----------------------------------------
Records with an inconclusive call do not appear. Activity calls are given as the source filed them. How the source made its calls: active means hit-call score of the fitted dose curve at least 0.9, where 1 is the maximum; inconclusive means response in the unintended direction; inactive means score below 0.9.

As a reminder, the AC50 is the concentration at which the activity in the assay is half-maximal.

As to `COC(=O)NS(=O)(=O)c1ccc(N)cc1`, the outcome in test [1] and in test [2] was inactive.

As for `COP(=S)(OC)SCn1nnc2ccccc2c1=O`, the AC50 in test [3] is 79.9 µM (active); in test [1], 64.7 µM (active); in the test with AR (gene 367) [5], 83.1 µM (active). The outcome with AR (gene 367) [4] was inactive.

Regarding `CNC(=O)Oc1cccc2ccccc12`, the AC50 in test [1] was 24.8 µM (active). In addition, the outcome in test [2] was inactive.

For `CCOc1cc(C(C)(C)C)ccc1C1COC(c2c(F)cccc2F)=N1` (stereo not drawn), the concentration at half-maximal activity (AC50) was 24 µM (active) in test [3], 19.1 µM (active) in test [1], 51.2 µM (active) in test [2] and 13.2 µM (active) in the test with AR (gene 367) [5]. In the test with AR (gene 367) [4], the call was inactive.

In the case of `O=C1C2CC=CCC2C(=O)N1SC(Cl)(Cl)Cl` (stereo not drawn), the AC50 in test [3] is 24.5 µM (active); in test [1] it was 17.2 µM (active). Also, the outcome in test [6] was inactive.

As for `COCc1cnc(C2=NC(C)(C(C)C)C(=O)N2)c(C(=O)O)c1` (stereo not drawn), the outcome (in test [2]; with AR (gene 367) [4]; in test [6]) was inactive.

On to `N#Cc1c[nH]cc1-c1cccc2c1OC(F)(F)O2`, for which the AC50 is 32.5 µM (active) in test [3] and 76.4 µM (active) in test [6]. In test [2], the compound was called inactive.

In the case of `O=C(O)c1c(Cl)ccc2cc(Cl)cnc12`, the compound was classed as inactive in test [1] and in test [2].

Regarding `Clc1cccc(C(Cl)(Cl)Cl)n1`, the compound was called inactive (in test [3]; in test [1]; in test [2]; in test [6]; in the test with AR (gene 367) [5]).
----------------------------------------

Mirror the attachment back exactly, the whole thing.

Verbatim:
Records with an inconclusive call do not appear. Activity calls are given as the source filed them. How the source made its calls: active means hit-call score of the fitted dose curve at least 0.9, where 1 is the maximum; inconclusive means response in the unintended direction; inactive means score below 0.9.

As a reminder, the AC50 is the concentration at which the activity in the assay is half-maximal.

As to `COC(=O)NS(=O)(=O)c1ccc(N)cc1`, the outcome in test [1] and in test [2] was inactive.

As for `COP(=S)(OC)SCn1nnc2ccccc2c1=O`, the AC50 in test [3] is 79.9 µM (active); in test [1], 64.7 µM (active); in the test with AR (gene 367) [5], 83.1 µM (active). The outcome with AR (gene 367) [4] was inactive.

Regarding `CNC(=O)Oc1cccc2ccccc12`, the AC50 in test [1] was 24.8 µM (active). In addition, the outcome in test [2] was inactive.

For `CCOc1cc(C(C)(C)C)ccc1C1COC(c2c(F)cccc2F)=N1` (stereo not drawn), the concentration at half-maximal activity (AC50) was 24 µM (active) in test [3], 19.1 µM (active) in test [1], 51.2 µM (active) in test [2] and 13.2 µM (active) in the test with AR (gene 367) [5]. In the test with AR (gene 367) [4], the call was inactive.

In the case of `O=C1C2CC=CCC2C(=O)N1SC(Cl)(Cl)Cl` (stereo not drawn), the AC50 in test [3] is 24.5 µM (active); in test [1] it was 17.2 µM (active). Also, the outcome in test [6] was inactive.

As for `COCc1cnc(C2=NC(C)(C(C)C)C(=O)N2)c(C(=O)O)c1` (stereo not drawn), the outcome (in test [2]; with AR (gene 367) [4]; in test [6]) was inactive.

On to `N#Cc1c[nH]cc1-c1cccc2c1OC(F)(F)O2`, for which the AC50 is 32.5 µM (active) in test [3] and 76.4 µM (active) in test [6]. In test [2], the compound was called inactive.

In the case of `O=C(O)c1c(Cl)ccc2cc(Cl)cnc12`, the compound was classed as inactive in test [1] and in test [2].

Regarding `Clc1cccc(C(Cl)(Cl)Cl)n1`, the compound was called inactive (in test [3]; in test [1]; in test [2]; in test [6]; in the test with AR (gene 367) [5]).